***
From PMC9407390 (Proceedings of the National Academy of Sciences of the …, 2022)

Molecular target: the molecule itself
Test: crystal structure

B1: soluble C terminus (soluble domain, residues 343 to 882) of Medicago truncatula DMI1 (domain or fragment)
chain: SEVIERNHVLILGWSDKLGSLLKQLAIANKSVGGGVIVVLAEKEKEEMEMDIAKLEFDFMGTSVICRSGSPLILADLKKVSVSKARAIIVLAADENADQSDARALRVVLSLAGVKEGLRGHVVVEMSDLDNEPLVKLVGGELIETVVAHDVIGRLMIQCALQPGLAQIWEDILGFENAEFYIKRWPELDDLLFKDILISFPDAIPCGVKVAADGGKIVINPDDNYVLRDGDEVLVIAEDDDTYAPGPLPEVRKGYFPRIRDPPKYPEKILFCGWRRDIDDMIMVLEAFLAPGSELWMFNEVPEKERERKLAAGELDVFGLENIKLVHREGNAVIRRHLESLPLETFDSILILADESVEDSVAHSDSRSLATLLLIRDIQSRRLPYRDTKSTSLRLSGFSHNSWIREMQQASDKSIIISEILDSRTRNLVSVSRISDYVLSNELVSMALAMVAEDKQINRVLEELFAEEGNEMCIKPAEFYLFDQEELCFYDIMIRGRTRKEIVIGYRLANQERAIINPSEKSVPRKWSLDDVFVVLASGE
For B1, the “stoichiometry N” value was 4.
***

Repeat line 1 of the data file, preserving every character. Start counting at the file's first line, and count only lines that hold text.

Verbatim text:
From PMC9407390 (Proceedings of the National Academy of Sciences of the …, 2022)